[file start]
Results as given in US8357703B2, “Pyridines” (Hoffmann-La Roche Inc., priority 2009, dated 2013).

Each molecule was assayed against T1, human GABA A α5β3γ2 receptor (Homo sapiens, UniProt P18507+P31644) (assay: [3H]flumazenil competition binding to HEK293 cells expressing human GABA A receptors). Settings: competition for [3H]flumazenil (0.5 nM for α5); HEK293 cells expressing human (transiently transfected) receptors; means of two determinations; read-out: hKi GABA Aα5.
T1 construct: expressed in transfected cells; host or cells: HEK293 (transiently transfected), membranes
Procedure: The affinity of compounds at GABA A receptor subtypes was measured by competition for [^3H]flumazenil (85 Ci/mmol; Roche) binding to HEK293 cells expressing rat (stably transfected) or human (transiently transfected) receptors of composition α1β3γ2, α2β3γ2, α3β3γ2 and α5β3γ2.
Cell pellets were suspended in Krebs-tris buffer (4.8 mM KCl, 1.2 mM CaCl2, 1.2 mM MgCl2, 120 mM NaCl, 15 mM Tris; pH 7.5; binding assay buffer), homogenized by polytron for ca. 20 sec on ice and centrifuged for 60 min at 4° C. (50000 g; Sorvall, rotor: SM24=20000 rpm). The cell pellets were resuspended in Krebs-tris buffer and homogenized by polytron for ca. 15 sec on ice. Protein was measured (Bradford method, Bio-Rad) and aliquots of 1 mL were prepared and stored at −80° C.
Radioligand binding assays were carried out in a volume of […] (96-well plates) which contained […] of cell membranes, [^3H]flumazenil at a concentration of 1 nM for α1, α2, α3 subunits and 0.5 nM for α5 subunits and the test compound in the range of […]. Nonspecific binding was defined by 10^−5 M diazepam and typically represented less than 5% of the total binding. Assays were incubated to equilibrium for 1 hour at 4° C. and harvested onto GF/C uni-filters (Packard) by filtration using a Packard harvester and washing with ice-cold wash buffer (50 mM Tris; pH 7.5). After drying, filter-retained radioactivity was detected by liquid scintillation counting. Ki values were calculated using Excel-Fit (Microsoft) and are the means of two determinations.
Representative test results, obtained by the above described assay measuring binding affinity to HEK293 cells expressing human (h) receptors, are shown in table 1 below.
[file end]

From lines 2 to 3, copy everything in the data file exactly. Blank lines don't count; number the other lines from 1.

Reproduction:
Each molecule was assayed against T1, human GABA A α5β3γ2 receptor (Homo sapiens, UniProt P18507+P31644) (assay: [3H]flumazenil competition binding to HEK293 cells expressing human GABA A receptors). Settings: competition for [3H]flumazenil (0.5 nM for α5); HEK293 cells expressing human (transiently transfected) receptors; means of two determinations; read-out: hKi GABA Aα5.
T1 construct: expressed in transfected cells; host or cells: HEK293 (transiently transfected), membranes